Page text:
National response to long COVID in work



A national plan to respond to the effects of protracted COVID will soon be part of the federal government’s pandemic response.

While his focus is on helping Australia through the current winter wave, Health Minister Mark Butler said he sought expert advice on how to tackle the long-term effects of the virus.

The extent of long-term COVID is not yet known, but estimates showed that about 4 percent of patients experience long-term symptoms, Mr Butler said.

“The medical literature already reports that more than 200 different symptoms are recorded, mostly fatigue, shortness of breath and what people call brain fog,” he told parliament on Monday.

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“More and more Australians are suffering long-term multi-system disorders that are difficult to diagnose and treat.”

While states and territories have long had COVID clinics to support patients, Mr Butler acknowledged that waiting lists are already building up.

“It is becoming increasingly clear to me that we need to develop a nationally targeted response to the phenomenon of prolonged COVID,” he said.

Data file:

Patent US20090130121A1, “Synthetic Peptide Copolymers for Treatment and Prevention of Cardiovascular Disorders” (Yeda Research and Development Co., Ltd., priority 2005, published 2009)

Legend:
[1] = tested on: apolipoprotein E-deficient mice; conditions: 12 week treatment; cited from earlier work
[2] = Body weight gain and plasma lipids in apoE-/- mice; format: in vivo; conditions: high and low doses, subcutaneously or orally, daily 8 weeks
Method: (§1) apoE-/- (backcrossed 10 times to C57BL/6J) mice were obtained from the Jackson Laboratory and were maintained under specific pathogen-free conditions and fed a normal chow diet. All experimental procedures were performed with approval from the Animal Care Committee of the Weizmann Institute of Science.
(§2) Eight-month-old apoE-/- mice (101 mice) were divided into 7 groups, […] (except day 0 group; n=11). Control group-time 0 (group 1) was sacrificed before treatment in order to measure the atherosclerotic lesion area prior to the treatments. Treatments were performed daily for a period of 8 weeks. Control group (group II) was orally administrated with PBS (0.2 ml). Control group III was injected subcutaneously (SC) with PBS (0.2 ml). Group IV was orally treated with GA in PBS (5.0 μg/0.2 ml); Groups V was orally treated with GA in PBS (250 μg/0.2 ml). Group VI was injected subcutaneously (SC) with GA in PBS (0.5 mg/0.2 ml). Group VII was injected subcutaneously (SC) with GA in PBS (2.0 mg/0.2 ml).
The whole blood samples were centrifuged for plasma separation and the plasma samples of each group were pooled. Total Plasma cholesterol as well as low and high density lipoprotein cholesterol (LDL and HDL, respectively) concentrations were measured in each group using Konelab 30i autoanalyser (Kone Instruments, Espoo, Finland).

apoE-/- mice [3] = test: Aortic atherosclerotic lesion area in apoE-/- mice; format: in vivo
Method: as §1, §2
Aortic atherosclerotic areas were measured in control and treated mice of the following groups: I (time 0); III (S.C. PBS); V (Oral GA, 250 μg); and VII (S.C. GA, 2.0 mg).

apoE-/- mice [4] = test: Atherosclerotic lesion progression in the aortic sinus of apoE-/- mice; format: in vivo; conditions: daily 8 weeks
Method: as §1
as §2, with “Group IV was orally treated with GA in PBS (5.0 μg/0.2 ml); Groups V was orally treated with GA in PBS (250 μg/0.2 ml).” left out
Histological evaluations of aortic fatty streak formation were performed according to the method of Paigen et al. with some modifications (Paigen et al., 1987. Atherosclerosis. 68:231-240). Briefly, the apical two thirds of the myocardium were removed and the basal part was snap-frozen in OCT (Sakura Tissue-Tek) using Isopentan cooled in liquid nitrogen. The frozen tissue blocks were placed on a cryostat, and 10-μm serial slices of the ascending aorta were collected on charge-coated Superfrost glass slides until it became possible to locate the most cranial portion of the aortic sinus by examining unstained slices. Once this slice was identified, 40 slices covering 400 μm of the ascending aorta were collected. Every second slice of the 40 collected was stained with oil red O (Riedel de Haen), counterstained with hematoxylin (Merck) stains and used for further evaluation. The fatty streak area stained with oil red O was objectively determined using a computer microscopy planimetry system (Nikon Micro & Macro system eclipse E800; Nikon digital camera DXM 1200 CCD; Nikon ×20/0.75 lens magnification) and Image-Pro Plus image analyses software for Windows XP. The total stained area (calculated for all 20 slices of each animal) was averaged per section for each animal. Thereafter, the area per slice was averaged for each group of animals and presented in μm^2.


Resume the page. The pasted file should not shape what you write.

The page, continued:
“I have already started work on the next phase of the government’s pandemic response… [and] spoke to the chief medical officer to submit proposals, especially regarding long-term COVID.”

Meanwhile, the number of people receiving a fourth vaccine dose has tripled from about 180,000 a week to more than 500,000 a week.

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More than four million people have received a fourth dose, an increase of nearly 1.5 million since eligibility was extended to people over 30, Treasury Secretary Katy Gallagher told parliament on Monday.

The government will also provide weekly updates on the vaccination coverage of retirement homes.

“In early June, less than 50 percent of residents had a fourth dose of COVID-19 and vaccination rates have now risen to 78.8 percent,” she said.

“The government’s winter plan to increase vaccination rates is already working.”

There have been more than 77,000 COVID-19 cases in retirement homes and 3,394 deaths since the start of the pandemic, compared to a national death toll of nearly 12,000.

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Australia registered more than 28,000 cases and 18 deaths on Monday.

Nearly 4,900 people have been hospitalized with the virus across the country.

Australia’s latest 24-hour COVID data

NSW: 10,702 new cases, 47 deaths, 2289 in hospital with 76 in ICU

Victoria: 10,079 new cases, 13 deaths, 802 in hospital with 44 in ICU

Tasmania: 944 cases, one death, 129 in hospital and nine in ICU

Western Australia: 3821 cases, five deaths, 404 in hospital with 14 in ICU

South Australia: 2848 cases, three deaths, 352 in hospital and nine in ICU



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